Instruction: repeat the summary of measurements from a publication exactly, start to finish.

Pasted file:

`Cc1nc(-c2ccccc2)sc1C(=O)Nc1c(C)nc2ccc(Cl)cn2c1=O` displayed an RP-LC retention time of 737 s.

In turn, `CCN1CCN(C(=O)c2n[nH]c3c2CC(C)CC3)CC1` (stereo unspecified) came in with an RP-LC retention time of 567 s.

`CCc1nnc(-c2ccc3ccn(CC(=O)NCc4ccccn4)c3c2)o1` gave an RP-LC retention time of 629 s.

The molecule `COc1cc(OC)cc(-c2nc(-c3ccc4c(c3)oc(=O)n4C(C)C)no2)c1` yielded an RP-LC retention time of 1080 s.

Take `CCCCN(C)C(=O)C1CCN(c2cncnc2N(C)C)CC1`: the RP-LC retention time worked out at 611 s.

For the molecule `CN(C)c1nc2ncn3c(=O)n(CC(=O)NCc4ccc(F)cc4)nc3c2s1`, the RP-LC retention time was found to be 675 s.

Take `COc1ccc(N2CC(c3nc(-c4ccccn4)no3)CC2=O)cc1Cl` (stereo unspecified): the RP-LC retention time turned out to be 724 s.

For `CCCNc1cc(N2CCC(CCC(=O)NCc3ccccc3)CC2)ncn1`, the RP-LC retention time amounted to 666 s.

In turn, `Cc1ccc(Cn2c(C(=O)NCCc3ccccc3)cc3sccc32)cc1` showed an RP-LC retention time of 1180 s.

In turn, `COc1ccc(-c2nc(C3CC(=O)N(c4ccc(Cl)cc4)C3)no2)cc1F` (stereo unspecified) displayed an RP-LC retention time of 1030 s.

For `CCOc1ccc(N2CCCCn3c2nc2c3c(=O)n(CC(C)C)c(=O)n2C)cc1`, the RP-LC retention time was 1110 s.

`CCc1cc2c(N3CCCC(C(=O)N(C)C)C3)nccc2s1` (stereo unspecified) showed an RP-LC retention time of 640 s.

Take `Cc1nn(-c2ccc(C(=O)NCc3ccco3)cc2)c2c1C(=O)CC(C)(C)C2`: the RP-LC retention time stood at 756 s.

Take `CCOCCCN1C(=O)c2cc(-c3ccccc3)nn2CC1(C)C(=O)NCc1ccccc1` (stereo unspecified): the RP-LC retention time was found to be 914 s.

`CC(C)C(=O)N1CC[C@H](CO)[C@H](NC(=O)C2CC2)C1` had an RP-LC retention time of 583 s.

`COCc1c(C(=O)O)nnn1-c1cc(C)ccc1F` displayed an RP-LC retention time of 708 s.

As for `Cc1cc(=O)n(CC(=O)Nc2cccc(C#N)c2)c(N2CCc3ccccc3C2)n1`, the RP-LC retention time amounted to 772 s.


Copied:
`Cc1nc(-c2ccccc2)sc1C(=O)Nc1c(C)nc2ccc(Cl)cn2c1=O` displayed an RP-LC retention time of 737 s.

In turn, `CCN1CCN(C(=O)c2n[nH]c3c2CC(C)CC3)CC1` (stereo unspecified) came in with an RP-LC retention time of 567 s.

`CCc1nnc(-c2ccc3ccn(CC(=O)NCc4ccccn4)c3c2)o1` gave an RP-LC retention time of 629 s.

The molecule `COc1cc(OC)cc(-c2nc(-c3ccc4c(c3)oc(=O)n4C(C)C)no2)c1` yielded an RP-LC retention time of 1080 s.

Take `CCCCN(C)C(=O)C1CCN(c2cncnc2N(C)C)CC1`: the RP-LC retention time worked out at 611 s.

For the molecule `CN(C)c1nc2ncn3c(=O)n(CC(=O)NCc4ccc(F)cc4)nc3c2s1`, the RP-LC retention time was found to be 675 s.

Take `COc1ccc(N2CC(c3nc(-c4ccccn4)no3)CC2=O)cc1Cl` (stereo unspecified): the RP-LC retention time turned out to be 724 s.

For `CCCNc1cc(N2CCC(CCC(=O)NCc3ccccc3)CC2)ncn1`, the RP-LC retention time amounted to 666 s.

In turn, `Cc1ccc(Cn2c(C(=O)NCCc3ccccc3)cc3sccc32)cc1` showed an RP-LC retention time of 1180 s.

In turn, `COc1ccc(-c2nc(C3CC(=O)N(c4ccc(Cl)cc4)C3)no2)cc1F` (stereo unspecified) displayed an RP-LC retention time of 1030 s.

For `CCOc1ccc(N2CCCCn3c2nc2c3c(=O)n(CC(C)C)c(=O)n2C)cc1`, the RP-LC retention time was 1110 s.

`CCc1cc2c(N3CCCC(C(=O)N(C)C)C3)nccc2s1` (stereo unspecified) showed an RP-LC retention time of 640 s.

Take `Cc1nn(-c2ccc(C(=O)NCc3ccco3)cc2)c2c1C(=O)CC(C)(C)C2`: the RP-LC retention time stood at 756 s.

Take `CCOCCCN1C(=O)c2cc(-c3ccccc3)nn2CC1(C)C(=O)NCc1ccccc1` (stereo unspecified): the RP-LC retention time was found to be 914 s.

`CC(C)C(=O)N1CC[C@H](CO)[C@H](NC(=O)C2CC2)C1` had an RP-LC retention time of 583 s.

`COCc1c(C(=O)O)nnn1-c1cc(C)ccc1F` displayed an RP-LC retention time of 708 s.

As for `Cc1cc(=O)n(CC(=O)Nc2cccc(C#N)c2)c(N2CCc3ccccc3C2)n1`, the RP-LC retention time amounted to 772 s.